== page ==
There was a time when neoconservatives sought to hold the moral and intellectual high ground [bold mine-DL]. There was some- thing inspiring in their vision of America as a different kind of superpower–a liberal hegemon deploying its might on behalf of subjugated peoples, rather than mere self-interest. As the Iraq war has curdled [bold mine-DL], the idealism and liberalism have drained out of the neoconservative vision. What remains is a noxious residue of bullying militarism. Kristol’s arguments are merely the same pro-war arguments that have been used historically by right-wing parties throughout the world: Complexity is weakness, dissent is treason, willpower determines all. ~Jonathan Chait

That first line is amusing.  Certainly, neocons have always sought to strike the morally and intellectually superior pose, but their taking of the “high ground” usually consisted of declaring that their policies are the ones most consistent with American values and then declaring those who oppose them to have lost faith in those values.  Chait is right that neocons did stress the idealistic cant about “benevolent global hegemony” and their enthusiasm for democratising the world more than they tend to do these days, but when exactly was this pristine time when they did not simultaneously engage in vilification, demonisation and, as he calls it, “thuggery”?  Thuggery and intimidation have always been part of their method, and they have, at least until very recently, been fairly successful in marginalising political rivals as a result.  Neocons learned fairly early on that ideologically-charged demonisation of opponents was quite effective in either shutting up or discrediting their foes, and it seems to me that some of them taught Mr. Bush a thing or two about this. 

Part of the advantage of their support for democratisation, a foreign policy of “values” as well as interests and an idealistic hope to reform politically dysfunctional societies was that they could–and did–very easily cast anyone who opposed their preferred policies as people who were not very supportive of, or who actually hated, democracy and American values (or who actively sympathised with despots and noxious ideologies).  To deny the feasibility and practicability of the democratisation of the Near East was not just common sense or prudence.  No, it was evidence at once of cultural supremacism and/or racism and also cultural relativism.  If you did not accept that freedom and democracy were universally possible, you did not really think people in other countries were fully human, and so on.  This was the standard kind of argument put forward by neoconservatives.  Nowadays, it is true that the neocons tend to go straight for the jugular by smearing their opponents as unpatriotic backstabbers, but this is simply because their more “idealistic” rhetoric does not have the power to shut down debate that it once did.  Heavy-handed nationalist and militarist appeals (which have been integral to neoconservatism for at least the last 12 years) are their best rhetorical weapons for shoring up their base of support and bludgeoning their foes.  Naturally, it is not persuasive or intelligent, but that has been true of these people for a very long time.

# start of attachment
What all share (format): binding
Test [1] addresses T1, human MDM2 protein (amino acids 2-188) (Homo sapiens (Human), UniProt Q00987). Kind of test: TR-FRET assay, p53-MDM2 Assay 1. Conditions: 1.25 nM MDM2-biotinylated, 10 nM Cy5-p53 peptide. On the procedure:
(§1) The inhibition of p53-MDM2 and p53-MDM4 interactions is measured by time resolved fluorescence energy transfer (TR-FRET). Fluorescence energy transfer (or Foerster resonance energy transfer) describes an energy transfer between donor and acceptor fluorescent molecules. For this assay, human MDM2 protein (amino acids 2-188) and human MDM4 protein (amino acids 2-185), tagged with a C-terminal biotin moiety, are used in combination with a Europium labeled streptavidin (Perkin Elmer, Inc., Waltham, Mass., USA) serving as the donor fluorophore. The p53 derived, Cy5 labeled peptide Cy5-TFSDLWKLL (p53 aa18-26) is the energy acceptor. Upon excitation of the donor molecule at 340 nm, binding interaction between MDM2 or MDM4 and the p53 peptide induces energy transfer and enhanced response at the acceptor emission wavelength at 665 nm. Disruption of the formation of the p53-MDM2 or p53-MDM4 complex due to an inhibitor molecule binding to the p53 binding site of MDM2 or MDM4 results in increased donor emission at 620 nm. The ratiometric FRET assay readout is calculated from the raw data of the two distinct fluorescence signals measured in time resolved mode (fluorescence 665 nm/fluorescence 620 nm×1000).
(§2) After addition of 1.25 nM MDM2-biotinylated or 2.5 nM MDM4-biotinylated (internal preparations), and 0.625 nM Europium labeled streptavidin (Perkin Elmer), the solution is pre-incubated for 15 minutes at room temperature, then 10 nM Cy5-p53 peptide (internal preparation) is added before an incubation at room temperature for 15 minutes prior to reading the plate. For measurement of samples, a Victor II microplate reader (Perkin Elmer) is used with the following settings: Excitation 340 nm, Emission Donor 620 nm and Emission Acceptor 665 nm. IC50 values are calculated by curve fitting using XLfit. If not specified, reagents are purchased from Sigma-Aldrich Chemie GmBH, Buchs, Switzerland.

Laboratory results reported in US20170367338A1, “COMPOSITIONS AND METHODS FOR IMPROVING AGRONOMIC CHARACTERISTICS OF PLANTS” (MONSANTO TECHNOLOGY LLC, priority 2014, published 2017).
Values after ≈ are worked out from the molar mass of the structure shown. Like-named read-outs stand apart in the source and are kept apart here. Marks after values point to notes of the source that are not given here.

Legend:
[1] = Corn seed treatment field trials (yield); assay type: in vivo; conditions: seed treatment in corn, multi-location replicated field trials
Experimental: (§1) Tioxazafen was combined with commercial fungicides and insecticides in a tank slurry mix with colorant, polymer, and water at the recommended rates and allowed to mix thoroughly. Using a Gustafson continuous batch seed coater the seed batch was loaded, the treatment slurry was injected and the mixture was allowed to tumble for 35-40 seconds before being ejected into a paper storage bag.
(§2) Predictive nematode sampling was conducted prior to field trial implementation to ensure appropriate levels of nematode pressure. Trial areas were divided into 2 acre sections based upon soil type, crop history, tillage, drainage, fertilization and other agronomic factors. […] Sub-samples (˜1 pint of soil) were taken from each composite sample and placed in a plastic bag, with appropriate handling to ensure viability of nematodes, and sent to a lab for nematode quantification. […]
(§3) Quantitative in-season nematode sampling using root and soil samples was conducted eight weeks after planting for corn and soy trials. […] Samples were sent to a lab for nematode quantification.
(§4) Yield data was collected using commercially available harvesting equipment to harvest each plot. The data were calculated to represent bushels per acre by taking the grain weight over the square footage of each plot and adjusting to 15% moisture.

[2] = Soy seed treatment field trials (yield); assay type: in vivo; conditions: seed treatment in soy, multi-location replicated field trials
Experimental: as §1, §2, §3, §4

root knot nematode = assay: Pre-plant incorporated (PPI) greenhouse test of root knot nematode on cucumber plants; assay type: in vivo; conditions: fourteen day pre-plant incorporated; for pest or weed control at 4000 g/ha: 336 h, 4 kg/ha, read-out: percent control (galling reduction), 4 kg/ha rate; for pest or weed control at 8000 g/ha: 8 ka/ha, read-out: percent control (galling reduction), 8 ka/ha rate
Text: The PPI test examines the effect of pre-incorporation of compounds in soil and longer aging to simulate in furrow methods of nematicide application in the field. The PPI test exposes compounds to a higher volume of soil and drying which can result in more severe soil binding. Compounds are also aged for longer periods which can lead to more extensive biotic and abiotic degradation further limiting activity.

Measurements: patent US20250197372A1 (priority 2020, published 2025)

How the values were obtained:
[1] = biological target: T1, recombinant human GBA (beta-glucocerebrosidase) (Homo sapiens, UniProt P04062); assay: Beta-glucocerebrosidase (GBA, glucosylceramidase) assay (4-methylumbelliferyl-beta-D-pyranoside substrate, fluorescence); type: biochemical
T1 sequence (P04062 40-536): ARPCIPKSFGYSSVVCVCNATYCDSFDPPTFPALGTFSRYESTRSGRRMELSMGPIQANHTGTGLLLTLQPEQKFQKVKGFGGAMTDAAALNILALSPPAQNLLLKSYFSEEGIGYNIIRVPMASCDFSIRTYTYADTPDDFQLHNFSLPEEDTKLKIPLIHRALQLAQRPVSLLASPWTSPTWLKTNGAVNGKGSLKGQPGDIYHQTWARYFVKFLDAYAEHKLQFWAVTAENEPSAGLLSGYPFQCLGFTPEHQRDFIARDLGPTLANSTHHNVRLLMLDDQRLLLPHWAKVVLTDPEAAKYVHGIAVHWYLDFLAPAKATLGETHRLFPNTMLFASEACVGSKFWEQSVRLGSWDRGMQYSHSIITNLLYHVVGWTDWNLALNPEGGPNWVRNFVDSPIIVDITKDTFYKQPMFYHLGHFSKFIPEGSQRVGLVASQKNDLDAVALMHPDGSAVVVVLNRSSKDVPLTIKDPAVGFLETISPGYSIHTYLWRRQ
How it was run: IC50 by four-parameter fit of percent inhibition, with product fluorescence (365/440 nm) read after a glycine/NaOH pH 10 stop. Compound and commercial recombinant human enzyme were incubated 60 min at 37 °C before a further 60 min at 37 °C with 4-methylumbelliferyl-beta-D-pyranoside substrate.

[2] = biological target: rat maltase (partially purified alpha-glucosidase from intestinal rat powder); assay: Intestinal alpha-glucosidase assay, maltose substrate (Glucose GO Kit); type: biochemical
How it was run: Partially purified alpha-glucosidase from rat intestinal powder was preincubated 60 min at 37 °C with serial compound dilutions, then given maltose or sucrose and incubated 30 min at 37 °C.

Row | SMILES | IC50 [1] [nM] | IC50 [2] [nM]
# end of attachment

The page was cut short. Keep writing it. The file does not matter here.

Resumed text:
Accusations of treason are a dime a dozen for these people–what does Chait think their unending warnings against policies of “appeasement” are if not accusations that their policy opponents are aiding and abetting the enemies  of the United States?  The embrace of simplistic abstractions in the place of complex analysis has been commonplace, and you need only browse Krauthammer’s archives for a few minutes to find some nauseating invocation of the power of the will and the need to show “resolve.”  This was all true before the invasion of Iraq, and for years before that.  If Chait has finally discovered the hollowness and shallowness of modern neoconservatism, good for him, but it is not exactly a new thing.